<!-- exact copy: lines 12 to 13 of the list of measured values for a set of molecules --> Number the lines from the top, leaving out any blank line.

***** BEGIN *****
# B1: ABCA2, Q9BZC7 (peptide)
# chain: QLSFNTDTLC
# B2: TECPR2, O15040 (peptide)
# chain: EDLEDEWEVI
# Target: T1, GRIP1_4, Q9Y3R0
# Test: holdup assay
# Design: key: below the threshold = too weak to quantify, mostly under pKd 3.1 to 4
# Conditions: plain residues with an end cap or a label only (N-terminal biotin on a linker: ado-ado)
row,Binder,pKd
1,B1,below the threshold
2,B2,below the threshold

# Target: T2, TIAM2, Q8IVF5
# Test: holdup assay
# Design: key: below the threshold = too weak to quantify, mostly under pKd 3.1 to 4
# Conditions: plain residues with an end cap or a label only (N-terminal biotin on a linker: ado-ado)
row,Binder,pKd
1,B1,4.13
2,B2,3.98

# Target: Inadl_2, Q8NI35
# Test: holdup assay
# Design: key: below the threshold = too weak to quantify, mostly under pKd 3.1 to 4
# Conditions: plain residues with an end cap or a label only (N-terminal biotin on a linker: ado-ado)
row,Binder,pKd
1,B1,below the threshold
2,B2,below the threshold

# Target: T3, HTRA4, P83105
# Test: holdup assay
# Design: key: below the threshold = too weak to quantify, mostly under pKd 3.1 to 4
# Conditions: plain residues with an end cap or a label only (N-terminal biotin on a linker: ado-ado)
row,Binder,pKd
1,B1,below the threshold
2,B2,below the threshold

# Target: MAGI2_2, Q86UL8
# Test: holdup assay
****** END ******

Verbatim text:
# Target: T2, TIAM2, Q8IVF5
# Test: holdup assay